Tuesday, February 3, 2009

Unity plan lacks fundamentals in Africa

February 3, 2009

At their latest summit in the Ethiopian capital, Addis Ababa, the African Union has launched yet another grand project — basically aimed at establishing a continental government crafted in the formula of the United States of America.

On the face of it, this should a project whose time has come and whose spirit is in tandem with a rapidly globalising world.

In a world where competition has gone global and the size of the economy of each competitor matters most, going regional is certainly critical to Africa’s survival.

But that is only until you get into the details.

A look into the structure of the whole project; the driving force behind it, the principles and the personalities behind it shows that it has all began on a wrong footing.

The latest push for a single African government is the brainchild of Libyan leader Muammar Gaddafi — he who bears the dubious distinction of being one of the longest serving presidents on the continent.

And he has repeatedly advised his friends like Ugandan President Yoweri Museveni to forget about the ideals of democracy and get into lifelong terms in office.

His country Libya is in the list of countries that are not known for upholding key principles of contemporary government.

Indeed there have been numerous reports of Africans who are not of Arab descent being mistreated in Libya, subjected to racial discrimination and often expelled.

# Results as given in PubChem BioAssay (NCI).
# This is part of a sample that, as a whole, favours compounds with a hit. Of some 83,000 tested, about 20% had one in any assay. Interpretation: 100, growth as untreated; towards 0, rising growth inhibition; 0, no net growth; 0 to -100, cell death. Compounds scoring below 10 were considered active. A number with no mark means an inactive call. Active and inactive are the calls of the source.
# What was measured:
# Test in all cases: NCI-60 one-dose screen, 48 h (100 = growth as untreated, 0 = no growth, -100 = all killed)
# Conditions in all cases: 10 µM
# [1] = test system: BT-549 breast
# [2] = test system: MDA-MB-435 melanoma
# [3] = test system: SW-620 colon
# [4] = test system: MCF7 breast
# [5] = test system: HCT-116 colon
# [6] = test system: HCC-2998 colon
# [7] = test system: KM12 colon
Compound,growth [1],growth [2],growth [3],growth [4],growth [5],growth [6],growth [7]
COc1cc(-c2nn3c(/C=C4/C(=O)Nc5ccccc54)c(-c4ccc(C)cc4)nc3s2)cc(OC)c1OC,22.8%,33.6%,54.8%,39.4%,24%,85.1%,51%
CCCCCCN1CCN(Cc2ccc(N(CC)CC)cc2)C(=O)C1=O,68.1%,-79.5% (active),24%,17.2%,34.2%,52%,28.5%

On the other important front of trade and investment, Libya is only known to most Africans as a rogue investor.

It refuses to play by the rules and often peddles political and monetary influence to achieve its objectives. Recent events in Kenya involving Libyan investments in Grand Regency and their bid for a stake in the Mombasa refinery are clear examples.

Regional blocs

On principles, the going is unlikely to be any better. Africa has a number of regional trading blocs such as Sadc, Ecowas and Comesa that should form the building blocks for a project of this magnitude.

The truth is that progress in most of these trading blocs has and continues to be undermined by a wide range of challenges including military coups, misplaced nationalism and lack of cooperation.

Thus in most of these blocs you have rogue leaders like Robert Mugabe of Zimbabwe, rogue states like Sudan and coup makers like Guinea.

With the distance among players on key issues such as type and principles of government, how to choose leaders and what to unite on, the question that many Africans would want Gaddafi to answer is the objective for which he is seeking unity.